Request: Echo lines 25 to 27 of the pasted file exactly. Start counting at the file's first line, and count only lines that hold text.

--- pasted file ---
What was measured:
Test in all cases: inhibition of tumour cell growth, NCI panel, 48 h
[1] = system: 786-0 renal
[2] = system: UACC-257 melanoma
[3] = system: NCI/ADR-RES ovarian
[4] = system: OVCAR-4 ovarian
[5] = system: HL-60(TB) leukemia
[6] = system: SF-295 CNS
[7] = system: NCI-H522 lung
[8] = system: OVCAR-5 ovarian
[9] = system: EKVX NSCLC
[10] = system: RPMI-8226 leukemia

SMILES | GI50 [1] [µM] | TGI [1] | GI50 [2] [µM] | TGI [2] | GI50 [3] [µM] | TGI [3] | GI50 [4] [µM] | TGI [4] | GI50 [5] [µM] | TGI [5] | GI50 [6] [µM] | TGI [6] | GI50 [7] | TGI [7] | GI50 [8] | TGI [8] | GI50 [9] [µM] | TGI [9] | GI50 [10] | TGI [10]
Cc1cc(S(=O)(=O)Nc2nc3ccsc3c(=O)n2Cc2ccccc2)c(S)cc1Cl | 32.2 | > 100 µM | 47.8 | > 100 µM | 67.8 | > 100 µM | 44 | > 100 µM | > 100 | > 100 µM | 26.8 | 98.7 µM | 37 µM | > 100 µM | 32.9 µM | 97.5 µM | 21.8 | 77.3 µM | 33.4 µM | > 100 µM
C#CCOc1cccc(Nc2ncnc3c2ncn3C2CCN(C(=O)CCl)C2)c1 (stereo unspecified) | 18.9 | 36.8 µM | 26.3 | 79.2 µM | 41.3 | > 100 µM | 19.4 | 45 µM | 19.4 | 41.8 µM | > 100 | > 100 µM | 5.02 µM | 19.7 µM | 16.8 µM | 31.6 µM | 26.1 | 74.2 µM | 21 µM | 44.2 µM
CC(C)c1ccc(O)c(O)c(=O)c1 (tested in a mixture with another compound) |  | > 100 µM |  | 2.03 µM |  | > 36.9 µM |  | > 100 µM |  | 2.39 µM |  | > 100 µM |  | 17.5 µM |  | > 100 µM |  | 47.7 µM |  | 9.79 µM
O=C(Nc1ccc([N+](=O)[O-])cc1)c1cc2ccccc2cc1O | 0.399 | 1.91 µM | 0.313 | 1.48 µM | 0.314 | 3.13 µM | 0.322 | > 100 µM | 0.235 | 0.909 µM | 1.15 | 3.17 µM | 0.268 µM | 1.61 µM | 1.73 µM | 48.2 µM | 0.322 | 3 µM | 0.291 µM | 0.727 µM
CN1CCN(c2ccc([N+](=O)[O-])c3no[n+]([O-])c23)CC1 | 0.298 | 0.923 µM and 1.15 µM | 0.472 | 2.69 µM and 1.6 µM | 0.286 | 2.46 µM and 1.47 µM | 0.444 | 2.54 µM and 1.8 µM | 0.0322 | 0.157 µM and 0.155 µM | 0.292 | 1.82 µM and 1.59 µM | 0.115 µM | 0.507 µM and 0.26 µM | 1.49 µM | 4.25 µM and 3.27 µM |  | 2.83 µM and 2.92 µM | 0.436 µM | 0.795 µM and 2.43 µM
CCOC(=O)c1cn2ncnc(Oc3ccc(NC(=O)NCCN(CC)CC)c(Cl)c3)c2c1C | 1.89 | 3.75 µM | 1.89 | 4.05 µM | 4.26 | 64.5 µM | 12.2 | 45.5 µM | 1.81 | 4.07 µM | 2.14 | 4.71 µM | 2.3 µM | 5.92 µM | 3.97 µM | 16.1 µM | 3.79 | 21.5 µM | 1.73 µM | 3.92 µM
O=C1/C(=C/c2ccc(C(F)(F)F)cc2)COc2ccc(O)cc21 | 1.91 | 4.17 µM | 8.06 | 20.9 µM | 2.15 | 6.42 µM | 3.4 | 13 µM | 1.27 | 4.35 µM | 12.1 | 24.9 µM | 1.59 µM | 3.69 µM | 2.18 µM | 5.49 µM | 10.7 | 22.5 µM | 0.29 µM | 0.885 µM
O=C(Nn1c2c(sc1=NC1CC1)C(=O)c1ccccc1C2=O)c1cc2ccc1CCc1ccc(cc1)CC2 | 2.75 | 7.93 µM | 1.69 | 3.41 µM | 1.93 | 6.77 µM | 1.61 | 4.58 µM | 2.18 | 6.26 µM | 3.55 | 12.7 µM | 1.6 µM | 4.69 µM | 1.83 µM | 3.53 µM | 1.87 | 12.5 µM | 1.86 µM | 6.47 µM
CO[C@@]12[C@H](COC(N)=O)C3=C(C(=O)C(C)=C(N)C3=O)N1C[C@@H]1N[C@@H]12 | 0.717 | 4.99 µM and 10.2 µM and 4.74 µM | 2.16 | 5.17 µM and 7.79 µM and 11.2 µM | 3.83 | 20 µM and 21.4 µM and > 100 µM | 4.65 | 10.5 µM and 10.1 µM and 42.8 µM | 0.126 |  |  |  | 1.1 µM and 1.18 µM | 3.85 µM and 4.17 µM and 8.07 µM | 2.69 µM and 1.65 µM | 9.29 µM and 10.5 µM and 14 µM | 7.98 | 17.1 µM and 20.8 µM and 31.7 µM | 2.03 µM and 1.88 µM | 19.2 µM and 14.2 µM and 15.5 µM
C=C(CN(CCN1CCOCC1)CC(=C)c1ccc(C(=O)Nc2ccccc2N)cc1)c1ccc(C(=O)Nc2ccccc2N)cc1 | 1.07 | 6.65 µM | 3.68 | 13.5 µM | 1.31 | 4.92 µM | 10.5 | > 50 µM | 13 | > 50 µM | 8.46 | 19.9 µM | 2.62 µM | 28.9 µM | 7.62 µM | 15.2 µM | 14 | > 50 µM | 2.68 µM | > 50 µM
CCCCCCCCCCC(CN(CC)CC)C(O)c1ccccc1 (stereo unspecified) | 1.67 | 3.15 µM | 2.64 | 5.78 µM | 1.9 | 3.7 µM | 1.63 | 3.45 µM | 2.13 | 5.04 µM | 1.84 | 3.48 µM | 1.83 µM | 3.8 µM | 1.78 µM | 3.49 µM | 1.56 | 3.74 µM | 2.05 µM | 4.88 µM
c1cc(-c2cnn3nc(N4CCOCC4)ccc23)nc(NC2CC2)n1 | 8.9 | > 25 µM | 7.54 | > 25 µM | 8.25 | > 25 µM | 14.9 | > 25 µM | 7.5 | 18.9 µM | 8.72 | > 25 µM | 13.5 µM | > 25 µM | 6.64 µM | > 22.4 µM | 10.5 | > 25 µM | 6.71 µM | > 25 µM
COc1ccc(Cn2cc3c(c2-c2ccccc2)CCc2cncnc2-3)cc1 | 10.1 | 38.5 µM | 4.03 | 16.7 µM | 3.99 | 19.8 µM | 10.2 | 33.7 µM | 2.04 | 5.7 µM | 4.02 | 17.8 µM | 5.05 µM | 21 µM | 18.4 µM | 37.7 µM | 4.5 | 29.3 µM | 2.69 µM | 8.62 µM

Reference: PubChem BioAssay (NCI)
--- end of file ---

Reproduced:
c1cc(-c2cnn3nc(N4CCOCC4)ccc23)nc(NC2CC2)n1 | 8.9 | > 25 µM | 7.54 | > 25 µM | 8.25 | > 25 µM | 14.9 | > 25 µM | 7.5 | 18.9 µM | 8.72 | > 25 µM | 13.5 µM | > 25 µM | 6.64 µM | > 22.4 µM | 10.5 | > 25 µM | 6.71 µM | > 25 µM
COc1ccc(Cn2cc3c(c2-c2ccccc2)CCc2cncnc2-3)cc1 | 10.1 | 38.5 µM | 4.03 | 16.7 µM | 3.99 | 19.8 µM | 10.2 | 33.7 µM | 2.04 | 5.7 µM | 4.02 | 17.8 µM | 5.05 µM | 21 µM | 18.4 µM | 37.7 µM | 4.5 | 29.3 µM | 2.69 µM | 8.62 µM

Reference: PubChem BioAssay (NCI)